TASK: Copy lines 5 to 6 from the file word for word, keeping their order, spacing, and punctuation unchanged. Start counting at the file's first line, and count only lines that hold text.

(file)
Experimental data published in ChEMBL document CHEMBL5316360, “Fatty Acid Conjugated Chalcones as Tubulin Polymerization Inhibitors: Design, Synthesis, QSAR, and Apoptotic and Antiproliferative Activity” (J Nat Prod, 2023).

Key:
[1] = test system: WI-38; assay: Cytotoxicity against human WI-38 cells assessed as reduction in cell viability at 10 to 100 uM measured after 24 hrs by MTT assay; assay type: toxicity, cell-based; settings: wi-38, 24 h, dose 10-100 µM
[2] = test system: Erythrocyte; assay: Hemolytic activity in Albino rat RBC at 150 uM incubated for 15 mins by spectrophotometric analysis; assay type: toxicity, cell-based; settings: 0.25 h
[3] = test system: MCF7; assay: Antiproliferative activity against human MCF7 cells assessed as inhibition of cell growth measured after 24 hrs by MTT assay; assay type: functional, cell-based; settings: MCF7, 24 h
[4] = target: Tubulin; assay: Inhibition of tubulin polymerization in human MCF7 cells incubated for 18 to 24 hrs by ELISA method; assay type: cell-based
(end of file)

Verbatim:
[3] = test system: MCF7; assay: Antiproliferative activity against human MCF7 cells assessed as inhibition of cell growth measured after 24 hrs by MTT assay; assay type: functional, cell-based; settings: MCF7, 24 h
[4] = target: Tubulin; assay: Inhibition of tubulin polymerization in human MCF7 cells incubated for 18 to 24 hrs by ELISA method; assay type: cell-based